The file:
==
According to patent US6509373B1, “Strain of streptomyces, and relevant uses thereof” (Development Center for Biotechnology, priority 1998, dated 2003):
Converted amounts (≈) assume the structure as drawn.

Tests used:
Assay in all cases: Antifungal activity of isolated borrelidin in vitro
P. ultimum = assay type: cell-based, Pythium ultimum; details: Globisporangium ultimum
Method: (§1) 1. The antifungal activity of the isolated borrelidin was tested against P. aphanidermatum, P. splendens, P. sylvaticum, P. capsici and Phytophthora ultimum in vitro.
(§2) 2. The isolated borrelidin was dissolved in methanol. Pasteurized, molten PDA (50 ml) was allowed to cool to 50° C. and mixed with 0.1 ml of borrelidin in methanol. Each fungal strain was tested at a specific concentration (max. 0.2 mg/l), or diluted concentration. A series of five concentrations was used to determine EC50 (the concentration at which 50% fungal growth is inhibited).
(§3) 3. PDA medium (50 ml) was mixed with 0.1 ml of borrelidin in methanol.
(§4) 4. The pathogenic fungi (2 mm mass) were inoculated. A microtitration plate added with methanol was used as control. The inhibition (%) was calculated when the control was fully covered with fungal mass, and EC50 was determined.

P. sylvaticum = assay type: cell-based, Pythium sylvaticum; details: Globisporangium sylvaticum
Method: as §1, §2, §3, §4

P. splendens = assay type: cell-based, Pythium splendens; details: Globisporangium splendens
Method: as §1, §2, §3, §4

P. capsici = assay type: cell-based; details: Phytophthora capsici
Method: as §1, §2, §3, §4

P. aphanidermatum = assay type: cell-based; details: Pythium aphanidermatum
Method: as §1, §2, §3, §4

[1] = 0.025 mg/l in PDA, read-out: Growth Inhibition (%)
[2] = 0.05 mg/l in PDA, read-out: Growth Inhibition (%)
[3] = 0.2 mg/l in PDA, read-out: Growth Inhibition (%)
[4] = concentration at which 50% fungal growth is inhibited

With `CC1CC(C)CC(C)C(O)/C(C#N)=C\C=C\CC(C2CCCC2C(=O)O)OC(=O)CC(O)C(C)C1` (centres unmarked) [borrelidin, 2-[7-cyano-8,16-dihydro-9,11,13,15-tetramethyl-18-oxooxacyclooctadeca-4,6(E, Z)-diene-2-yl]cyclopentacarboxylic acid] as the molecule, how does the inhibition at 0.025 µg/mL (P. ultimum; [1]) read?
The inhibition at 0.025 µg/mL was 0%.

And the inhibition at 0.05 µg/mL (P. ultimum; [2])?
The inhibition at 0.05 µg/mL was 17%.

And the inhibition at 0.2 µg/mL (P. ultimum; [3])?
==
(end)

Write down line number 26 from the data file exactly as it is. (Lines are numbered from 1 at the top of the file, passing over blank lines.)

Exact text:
And the inhibition at 0.2 µg/mL (P. ultimum; [3])?